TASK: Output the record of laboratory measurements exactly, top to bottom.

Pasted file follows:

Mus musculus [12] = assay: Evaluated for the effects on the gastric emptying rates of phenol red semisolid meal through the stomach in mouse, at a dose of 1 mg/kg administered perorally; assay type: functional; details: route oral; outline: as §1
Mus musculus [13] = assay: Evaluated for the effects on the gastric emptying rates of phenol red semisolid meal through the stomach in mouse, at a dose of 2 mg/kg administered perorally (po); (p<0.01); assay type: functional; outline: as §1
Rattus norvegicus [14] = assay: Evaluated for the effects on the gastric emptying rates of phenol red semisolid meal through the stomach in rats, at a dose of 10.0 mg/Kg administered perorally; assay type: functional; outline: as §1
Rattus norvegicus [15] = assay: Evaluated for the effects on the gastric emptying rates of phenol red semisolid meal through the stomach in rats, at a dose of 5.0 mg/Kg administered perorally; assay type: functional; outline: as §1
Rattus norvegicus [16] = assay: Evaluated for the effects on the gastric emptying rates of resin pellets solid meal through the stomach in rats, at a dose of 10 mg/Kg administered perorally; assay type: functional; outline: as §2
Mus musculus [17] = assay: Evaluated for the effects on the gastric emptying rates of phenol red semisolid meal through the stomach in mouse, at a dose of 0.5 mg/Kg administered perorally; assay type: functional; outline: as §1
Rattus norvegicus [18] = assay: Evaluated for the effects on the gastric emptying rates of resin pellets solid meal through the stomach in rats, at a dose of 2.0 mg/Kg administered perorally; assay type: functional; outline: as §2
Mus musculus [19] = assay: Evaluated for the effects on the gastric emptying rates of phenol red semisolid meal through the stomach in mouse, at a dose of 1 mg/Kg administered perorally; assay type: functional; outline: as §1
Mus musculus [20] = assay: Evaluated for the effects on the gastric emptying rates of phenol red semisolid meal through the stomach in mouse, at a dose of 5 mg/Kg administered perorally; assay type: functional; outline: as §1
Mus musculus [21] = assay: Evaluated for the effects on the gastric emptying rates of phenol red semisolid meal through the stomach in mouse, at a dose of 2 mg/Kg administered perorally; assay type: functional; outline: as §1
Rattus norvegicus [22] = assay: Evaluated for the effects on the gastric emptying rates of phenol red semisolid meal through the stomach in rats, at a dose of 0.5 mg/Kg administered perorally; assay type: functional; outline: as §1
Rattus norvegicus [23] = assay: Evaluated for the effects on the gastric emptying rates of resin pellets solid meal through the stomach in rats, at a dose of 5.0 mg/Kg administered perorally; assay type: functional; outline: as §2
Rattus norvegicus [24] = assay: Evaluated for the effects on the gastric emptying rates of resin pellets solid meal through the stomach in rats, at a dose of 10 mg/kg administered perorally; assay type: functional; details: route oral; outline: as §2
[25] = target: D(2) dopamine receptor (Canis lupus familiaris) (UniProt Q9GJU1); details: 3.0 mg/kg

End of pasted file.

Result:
Mus musculus [12] = assay: Evaluated for the effects on the gastric emptying rates of phenol red semisolid meal through the stomach in mouse, at a dose of 1 mg/kg administered perorally; assay type: functional; details: route oral; outline: as §1
Mus musculus [13] = assay: Evaluated for the effects on the gastric emptying rates of phenol red semisolid meal through the stomach in mouse, at a dose of 2 mg/kg administered perorally (po); (p<0.01); assay type: functional; outline: as §1
Rattus norvegicus [14] = assay: Evaluated for the effects on the gastric emptying rates of phenol red semisolid meal through the stomach in rats, at a dose of 10.0 mg/Kg administered perorally; assay type: functional; outline: as §1
Rattus norvegicus [15] = assay: Evaluated for the effects on the gastric emptying rates of phenol red semisolid meal through the stomach in rats, at a dose of 5.0 mg/Kg administered perorally; assay type: functional; outline: as §1
Rattus norvegicus [16] = assay: Evaluated for the effects on the gastric emptying rates of resin pellets solid meal through the stomach in rats, at a dose of 10 mg/Kg administered perorally; assay type: functional; outline: as §2
Mus musculus [17] = assay: Evaluated for the effects on the gastric emptying rates of phenol red semisolid meal through the stomach in mouse, at a dose of 0.5 mg/Kg administered perorally; assay type: functional; outline: as §1
Rattus norvegicus [18] = assay: Evaluated for the effects on the gastric emptying rates of resin pellets solid meal through the stomach in rats, at a dose of 2.0 mg/Kg administered perorally; assay type: functional; outline: as §2
Mus musculus [19] = assay: Evaluated for the effects on the gastric emptying rates of phenol red semisolid meal through the stomach in mouse, at a dose of 1 mg/Kg administered perorally; assay type: functional; outline: as §1
Mus musculus [20] = assay: Evaluated for the effects on the gastric emptying rates of phenol red semisolid meal through the stomach in mouse, at a dose of 5 mg/Kg administered perorally; assay type: functional; outline: as §1
Mus musculus [21] = assay: Evaluated for the effects on the gastric emptying rates of phenol red semisolid meal through the stomach in mouse, at a dose of 2 mg/Kg administered perorally; assay type: functional; outline: as §1
Rattus norvegicus [22] = assay: Evaluated for the effects on the gastric emptying rates of phenol red semisolid meal through the stomach in rats, at a dose of 0.5 mg/Kg administered perorally; assay type: functional; outline: as §1
Rattus norvegicus [23] = assay: Evaluated for the effects on the gastric emptying rates of resin pellets solid meal through the stomach in rats, at a dose of 5.0 mg/Kg administered perorally; assay type: functional; outline: as §2
Rattus norvegicus [24] = assay: Evaluated for the effects on the gastric emptying rates of resin pellets solid meal through the stomach in rats, at a dose of 10 mg/kg administered perorally; assay type: functional; details: route oral; outline: as §2
[25] = target: D(2) dopamine receptor (Canis lupus familiaris) (UniProt Q9GJU1); details: 3.0 mg/kg